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Surname vs. Title: What's the Difference?

Edited by Aimie Carlson || By Janet White || Published on December 4, 2023
A surname is a family name passed down through generations, while a title is a designation signifying status, position, or professional qualification.

Key Differences

A surname, often known as a family name, is typically inherited and used to identify members of a family. A title, in contrast, is a term used to denote a person's social or professional status or honor.
Surnames are used for personal identification and lineage tracing and are part of a person’s legal name. Titles, however, can be formal designations like 'Doctor' or 'Professor' or honorifics like 'Sir' or 'Lady,' reflecting the person's achievements or rank.
In many cultures, surnames are passed down from one generation to the next, either from the father's or mother's line. Titles are often bestowed based on a person's accomplishments, role in society, or by virtue of their occupation.
Surnames are a key component of a person's identity and are used in legal and official documents. Titles, conversely, can be transient, changing with a person’s job, societal role, or in recognition of their accomplishments.
Surnames remain relatively constant throughout a person's life, while titles may vary and can be accumulated, with individuals holding multiple titles for different roles or achievements.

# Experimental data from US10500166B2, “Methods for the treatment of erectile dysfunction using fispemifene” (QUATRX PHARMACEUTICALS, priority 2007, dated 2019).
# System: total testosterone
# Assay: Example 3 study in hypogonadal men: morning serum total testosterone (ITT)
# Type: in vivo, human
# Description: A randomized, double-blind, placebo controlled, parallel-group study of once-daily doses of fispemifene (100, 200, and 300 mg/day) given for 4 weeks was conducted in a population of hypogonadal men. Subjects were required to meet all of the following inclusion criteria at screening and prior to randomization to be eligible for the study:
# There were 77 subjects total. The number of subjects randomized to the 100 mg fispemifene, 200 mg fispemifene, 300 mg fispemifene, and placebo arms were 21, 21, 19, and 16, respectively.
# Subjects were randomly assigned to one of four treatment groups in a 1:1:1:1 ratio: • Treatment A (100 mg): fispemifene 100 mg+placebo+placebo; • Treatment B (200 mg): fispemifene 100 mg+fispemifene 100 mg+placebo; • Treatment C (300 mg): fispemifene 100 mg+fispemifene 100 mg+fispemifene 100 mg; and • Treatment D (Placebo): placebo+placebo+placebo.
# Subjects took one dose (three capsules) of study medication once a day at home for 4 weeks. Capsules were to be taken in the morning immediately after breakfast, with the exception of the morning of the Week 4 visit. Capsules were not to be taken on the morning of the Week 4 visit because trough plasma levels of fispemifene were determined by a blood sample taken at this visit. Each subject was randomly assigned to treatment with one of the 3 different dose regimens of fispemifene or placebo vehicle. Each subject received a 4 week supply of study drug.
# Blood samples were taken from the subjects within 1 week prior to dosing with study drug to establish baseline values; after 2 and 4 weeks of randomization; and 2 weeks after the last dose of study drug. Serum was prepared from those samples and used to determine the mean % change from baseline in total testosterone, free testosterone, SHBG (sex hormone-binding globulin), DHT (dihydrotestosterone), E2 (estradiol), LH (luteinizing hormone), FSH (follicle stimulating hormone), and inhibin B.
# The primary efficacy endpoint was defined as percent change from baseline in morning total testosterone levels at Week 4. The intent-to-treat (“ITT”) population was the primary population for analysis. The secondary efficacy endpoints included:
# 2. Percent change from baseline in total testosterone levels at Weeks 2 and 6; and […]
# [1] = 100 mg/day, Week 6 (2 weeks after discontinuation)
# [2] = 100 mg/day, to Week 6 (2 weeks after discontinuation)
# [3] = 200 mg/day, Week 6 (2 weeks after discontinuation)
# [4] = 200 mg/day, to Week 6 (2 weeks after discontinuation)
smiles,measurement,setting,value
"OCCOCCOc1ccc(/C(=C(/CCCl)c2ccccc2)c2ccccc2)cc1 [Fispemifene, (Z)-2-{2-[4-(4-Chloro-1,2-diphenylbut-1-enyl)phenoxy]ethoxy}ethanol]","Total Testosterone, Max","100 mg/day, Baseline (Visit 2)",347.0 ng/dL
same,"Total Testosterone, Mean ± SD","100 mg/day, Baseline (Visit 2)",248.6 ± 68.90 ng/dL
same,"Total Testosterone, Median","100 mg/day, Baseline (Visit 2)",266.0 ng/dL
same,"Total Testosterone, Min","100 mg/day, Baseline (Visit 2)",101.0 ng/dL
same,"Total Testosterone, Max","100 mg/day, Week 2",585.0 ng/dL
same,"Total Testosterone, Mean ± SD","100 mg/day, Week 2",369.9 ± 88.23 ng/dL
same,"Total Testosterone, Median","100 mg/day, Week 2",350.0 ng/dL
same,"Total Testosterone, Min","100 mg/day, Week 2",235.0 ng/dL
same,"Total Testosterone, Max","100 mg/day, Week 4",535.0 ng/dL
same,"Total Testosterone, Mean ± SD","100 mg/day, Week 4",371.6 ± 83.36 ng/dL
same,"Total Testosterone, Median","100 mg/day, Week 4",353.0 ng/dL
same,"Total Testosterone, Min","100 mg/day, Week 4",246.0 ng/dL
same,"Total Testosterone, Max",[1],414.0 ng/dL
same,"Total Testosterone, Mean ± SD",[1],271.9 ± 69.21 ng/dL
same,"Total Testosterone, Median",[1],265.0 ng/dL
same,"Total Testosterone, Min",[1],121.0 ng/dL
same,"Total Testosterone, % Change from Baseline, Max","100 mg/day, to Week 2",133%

Comparison Chart


A family name passed down through generations
A designation indicating status, position, or qualification


Identifies lineage and family heritage
Signifies social or professional status, honor


Inherited from parents and relatively constant
Bestowed or earned based on achievements or roles


Part of a person’s legal identity
Used as a prefix or suffix to denote respect, qualifications, or rank


Remains the same throughout life
Can change or be multiple based on roles or achievements

Surname and Title Definitions


A family name passed down from parents to children.
Her surname, Johnson, was the same as her father's.


A prefix or suffix added to someone's name to signify respect, status, or profession.
Dr. Smith was proud of her title, earned after years of study.


The last part of a person’s full name, identifying their family.
In many cultures, the surname is written last in the full name.


A designation used before a name to denote a specific role or honor.
Queen Elizabeth II held the title of the longest-reigning monarch.


A hereditary name common to all members of a family.
Their surname was unique to their region, reflecting their ancestry.


A word or phrase indicating a person’s social or official position.
The title of 'Captain' was given to him for his service in the navy.


The portion of a name that indicates family heritage.
The custom of taking a spouse's surname is common in many societies.


A form of address or courtesy denoting a person's rank or profession.
As a knight, he was addressed by the title 'Sir' before his name.


A name shared with family members, typically indicating lineage.
He traced his roots through the surname inherited from his ancestors.


A term indicating a person's rank, position, or achievement.
The title of 'Professor' was bestowed upon him after years of teaching.


A name shared in common to identify the members of a family, as distinguished from each member's given name. Also called family name, last name.